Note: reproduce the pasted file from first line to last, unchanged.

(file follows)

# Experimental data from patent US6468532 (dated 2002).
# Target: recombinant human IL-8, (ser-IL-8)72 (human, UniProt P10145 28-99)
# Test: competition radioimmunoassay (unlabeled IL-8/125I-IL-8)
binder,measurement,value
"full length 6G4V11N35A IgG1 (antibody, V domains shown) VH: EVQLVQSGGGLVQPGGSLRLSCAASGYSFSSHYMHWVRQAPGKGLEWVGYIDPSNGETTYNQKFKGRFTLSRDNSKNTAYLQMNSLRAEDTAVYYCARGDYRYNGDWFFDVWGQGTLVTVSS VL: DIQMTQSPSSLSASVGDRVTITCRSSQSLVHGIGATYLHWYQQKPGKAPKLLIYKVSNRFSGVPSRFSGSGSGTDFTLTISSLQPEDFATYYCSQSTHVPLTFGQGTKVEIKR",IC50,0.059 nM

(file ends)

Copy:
# Experimental data from patent US6468532 (dated 2002).
# Target: recombinant human IL-8, (ser-IL-8)72 (human, UniProt P10145 28-99)
# Test: competition radioimmunoassay (unlabeled IL-8/125I-IL-8)
binder,measurement,value
"full length 6G4V11N35A IgG1 (antibody, V domains shown) VH: EVQLVQSGGGLVQPGGSLRLSCAASGYSFSSHYMHWVRQAPGKGLEWVGYIDPSNGETTYNQKFKGRFTLSRDNSKNTAYLQMNSLRAEDTAVYYCARGDYRYNGDWFFDVWGQGTLVTVSS VL: DIQMTQSPSSLSASVGDRVTITCRSSQSLVHGIGATYLHWYQQKPGKAPKLLIYKVSNRFSGVPSRFSGSGSGTDFTLTISSLQPEDFATYYCSQSTHVPLTFGQGTKVEIKR",IC50,0.059 nM